“We’ve been asked to bring Dunkin’ Donuts back to Los Angeles for many years and we’re proud to announce that the first full expression restaurant is opening in Santa Monica ahead of schedule,” said Paul Twohig, President of Dunkin' Donuts US and Canada.

A “full expression” restaurant, in case you're wondering, is a free-standing shop which offers the chain's full menu of coffee, doughnuts, bakery sandwiches, etc. Such restaurants can also have a drive-thru component — although not this one. Sorry.

There are, if you're counting, three “non-traditional” Dunkin' Donuts shops already in California: a recent Dunkin’ Donuts/Baskin-Robbins combination in a San Diego hotel and locations at Camp Pendleton and Barstow Station.

Next up are Dunkin' Donuts in Long Beach, Downey and Whittier, which are anticipated by the end of this year. The chain's first Northern California location opened in Modesto on Aug. 26.


Dunkin’ Donuts Returns to SoCal First Location Opens in Santa Monica

Coffee and doughnut lovers rejoice: Dunkin’ Donuts opened its first store in Southern California on Tuesday, marking the popular restaurant chain’s return to the state.

Fans lined up in Santa Monica for the Dunkin’ Donuts grand opening on Sept. 2, 2014. (Credit: KTLA)

Fans lined up overnight in anticipation of the Santa Monica location’s 5 a.m. grand opening.

The early morning events included a ribbon cutting ceremony, a pink carpet featuring the brand’s mascots and surprise giveaways, according to a news release from the company.

A special commemorative California-inspired doughnut to celebrate the opening was also available for purchase.

The first 100 people in line received a tote bag filled with special items from the chain, while the first person in line got a year’s worth of its famed coffee for free, the release stated.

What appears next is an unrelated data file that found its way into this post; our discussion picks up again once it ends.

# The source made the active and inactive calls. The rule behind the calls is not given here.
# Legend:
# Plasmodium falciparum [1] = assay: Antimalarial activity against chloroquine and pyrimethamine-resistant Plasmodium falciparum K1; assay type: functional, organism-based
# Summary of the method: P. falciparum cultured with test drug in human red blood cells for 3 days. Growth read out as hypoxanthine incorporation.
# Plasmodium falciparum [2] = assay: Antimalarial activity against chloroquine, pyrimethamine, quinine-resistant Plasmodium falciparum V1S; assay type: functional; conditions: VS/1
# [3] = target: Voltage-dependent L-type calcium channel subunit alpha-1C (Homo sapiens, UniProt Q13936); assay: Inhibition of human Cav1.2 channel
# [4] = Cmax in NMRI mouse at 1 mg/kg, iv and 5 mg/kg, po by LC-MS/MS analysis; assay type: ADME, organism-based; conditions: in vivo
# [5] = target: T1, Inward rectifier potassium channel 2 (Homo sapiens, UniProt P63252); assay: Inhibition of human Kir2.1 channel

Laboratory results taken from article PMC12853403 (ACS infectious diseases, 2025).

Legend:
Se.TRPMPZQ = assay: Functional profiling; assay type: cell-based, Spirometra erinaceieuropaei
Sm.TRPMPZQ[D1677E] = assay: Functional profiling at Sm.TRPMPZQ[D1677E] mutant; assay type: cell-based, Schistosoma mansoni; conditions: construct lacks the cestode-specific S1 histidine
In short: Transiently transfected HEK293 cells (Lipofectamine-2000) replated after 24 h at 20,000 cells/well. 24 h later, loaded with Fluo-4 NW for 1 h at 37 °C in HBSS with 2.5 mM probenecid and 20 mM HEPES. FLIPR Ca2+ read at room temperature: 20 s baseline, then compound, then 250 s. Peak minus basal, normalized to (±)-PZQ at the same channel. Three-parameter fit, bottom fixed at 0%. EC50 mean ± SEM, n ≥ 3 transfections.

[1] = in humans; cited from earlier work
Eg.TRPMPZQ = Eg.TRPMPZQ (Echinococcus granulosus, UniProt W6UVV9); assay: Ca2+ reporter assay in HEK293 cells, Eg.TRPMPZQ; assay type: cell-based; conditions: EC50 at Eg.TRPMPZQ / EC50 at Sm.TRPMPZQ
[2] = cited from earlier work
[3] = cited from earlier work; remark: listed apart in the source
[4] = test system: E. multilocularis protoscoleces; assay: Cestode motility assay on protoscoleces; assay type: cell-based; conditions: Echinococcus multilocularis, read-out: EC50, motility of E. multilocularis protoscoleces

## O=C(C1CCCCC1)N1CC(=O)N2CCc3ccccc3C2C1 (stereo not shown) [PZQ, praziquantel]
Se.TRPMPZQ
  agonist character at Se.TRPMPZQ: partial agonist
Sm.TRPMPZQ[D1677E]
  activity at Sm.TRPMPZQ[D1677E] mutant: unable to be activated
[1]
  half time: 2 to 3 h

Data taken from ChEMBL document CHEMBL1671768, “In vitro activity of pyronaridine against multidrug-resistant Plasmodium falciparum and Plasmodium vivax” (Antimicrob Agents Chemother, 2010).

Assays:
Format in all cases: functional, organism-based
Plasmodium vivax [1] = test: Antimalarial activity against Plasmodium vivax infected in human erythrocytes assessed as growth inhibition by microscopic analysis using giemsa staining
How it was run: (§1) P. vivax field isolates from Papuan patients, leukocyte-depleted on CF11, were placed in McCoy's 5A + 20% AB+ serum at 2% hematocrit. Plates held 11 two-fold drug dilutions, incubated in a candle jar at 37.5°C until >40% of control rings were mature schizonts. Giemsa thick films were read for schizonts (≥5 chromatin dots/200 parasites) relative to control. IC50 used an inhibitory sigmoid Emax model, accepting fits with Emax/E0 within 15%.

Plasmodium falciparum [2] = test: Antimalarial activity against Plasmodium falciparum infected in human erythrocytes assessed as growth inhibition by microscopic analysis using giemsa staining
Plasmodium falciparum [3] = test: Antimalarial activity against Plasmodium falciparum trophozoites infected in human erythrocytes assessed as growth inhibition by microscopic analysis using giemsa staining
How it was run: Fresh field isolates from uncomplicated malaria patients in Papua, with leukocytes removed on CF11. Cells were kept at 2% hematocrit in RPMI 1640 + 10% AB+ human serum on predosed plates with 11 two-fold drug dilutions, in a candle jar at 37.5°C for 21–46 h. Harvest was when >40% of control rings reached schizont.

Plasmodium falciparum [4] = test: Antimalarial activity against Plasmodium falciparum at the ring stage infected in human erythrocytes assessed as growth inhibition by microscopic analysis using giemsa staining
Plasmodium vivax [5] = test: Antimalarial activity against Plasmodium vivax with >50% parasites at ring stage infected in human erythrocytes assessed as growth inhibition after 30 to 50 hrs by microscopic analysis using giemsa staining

Dunkin’ Donuts created a special doughnut for the grand opening of a new store in Santa Monica on Sept. 2, 2014. (Credit: KTLA)

A man who was the first to line up told KTLA he had been waiting outside the store since 9:30 p.m. Sunday.

“I’m originally from Connecticut, so I love Dunkin’ Donuts and I’m glad it’s in California now,” he said.

Dunkin’ Donuts previously operated about a dozen stores in California, but they were all shuttered by the late 1990s, the Los Angeles Times reported.

“We’ve been asked to bring Dunkin’ Donuts back to Los Angeles for many years and we’re proud to announce that the first full expression restaurant is opening in Santa Monica ahead of schedule,” said Paul Twohig, President of Dunkin’ Donuts in the U.S. and Canada. “We’re certain Dunkin’ Donuts will quickly become an integral part of Angelenos’ daily routine.”

Five stores are expected to open in the state by the end of the year, with 200 more expected in the next few years, according to the Times.